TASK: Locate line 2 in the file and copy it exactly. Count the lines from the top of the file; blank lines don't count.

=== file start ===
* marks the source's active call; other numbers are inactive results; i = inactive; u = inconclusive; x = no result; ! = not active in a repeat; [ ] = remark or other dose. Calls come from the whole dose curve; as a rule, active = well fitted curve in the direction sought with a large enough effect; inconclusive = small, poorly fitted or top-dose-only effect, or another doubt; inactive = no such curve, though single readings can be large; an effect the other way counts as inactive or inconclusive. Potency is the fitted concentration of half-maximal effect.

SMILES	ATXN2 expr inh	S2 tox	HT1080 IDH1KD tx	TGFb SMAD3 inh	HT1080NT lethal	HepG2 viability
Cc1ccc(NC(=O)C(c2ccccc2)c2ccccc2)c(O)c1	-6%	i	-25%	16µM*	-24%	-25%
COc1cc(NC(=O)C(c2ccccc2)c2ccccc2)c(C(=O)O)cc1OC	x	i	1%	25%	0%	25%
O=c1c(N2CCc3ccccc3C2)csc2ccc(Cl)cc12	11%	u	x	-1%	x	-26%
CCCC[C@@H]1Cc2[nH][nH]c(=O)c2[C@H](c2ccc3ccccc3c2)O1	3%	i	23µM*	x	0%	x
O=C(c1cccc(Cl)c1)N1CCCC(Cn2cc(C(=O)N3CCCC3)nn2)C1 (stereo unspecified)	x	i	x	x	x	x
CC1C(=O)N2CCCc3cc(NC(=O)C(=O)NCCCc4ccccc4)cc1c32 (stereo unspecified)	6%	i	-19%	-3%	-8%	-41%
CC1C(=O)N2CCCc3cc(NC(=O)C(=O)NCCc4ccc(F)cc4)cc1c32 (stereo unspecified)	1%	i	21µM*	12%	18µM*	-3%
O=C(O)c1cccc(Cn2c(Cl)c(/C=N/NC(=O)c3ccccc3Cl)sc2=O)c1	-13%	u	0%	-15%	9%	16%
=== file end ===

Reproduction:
SMILES	ATXN2 expr inh	S2 tox	HT1080 IDH1KD tx	TGFb SMAD3 inh	HT1080NT lethal	HepG2 viability